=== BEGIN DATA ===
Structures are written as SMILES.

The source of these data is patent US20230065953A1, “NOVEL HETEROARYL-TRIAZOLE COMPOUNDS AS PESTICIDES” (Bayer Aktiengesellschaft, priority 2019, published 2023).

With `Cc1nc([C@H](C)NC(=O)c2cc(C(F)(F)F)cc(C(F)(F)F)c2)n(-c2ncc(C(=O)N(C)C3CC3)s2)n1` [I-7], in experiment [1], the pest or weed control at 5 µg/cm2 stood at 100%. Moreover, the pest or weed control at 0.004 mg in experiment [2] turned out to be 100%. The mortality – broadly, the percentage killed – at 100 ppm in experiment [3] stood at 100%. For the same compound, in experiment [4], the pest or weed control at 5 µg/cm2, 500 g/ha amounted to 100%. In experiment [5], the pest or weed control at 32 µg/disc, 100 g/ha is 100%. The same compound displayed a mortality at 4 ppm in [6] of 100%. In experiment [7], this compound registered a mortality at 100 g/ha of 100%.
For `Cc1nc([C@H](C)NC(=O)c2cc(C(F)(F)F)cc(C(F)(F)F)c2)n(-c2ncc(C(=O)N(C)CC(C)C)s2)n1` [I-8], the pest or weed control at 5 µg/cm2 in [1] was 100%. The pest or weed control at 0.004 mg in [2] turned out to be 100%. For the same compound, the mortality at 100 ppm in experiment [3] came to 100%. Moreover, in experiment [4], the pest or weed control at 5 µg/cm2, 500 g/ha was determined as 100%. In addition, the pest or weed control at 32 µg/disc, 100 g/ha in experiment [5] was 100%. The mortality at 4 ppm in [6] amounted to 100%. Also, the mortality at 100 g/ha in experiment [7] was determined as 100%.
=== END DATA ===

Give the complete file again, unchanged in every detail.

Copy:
Structures are written as SMILES.

The source of these data is patent US20230065953A1, “NOVEL HETEROARYL-TRIAZOLE COMPOUNDS AS PESTICIDES” (Bayer Aktiengesellschaft, priority 2019, published 2023).

With `Cc1nc([C@H](C)NC(=O)c2cc(C(F)(F)F)cc(C(F)(F)F)c2)n(-c2ncc(C(=O)N(C)C3CC3)s2)n1` [I-7], in experiment [1], the pest or weed control at 5 µg/cm2 stood at 100%. Moreover, the pest or weed control at 0.004 mg in experiment [2] turned out to be 100%. The mortality – broadly, the percentage killed – at 100 ppm in experiment [3] stood at 100%. For the same compound, in experiment [4], the pest or weed control at 5 µg/cm2, 500 g/ha amounted to 100%. In experiment [5], the pest or weed control at 32 µg/disc, 100 g/ha is 100%. The same compound displayed a mortality at 4 ppm in [6] of 100%. In experiment [7], this compound registered a mortality at 100 g/ha of 100%.
For `Cc1nc([C@H](C)NC(=O)c2cc(C(F)(F)F)cc(C(F)(F)F)c2)n(-c2ncc(C(=O)N(C)CC(C)C)s2)n1` [I-8], the pest or weed control at 5 µg/cm2 in [1] was 100%. The pest or weed control at 0.004 mg in [2] turned out to be 100%. For the same compound, the mortality at 100 ppm in experiment [3] came to 100%. Moreover, in experiment [4], the pest or weed control at 5 µg/cm2, 500 g/ha was determined as 100%. In addition, the pest or weed control at 32 µg/disc, 100 g/ha in experiment [5] was 100%. The mortality at 4 ppm in [6] amounted to 100%. Also, the mortality at 100 g/ha in experiment [7] was determined as 100%.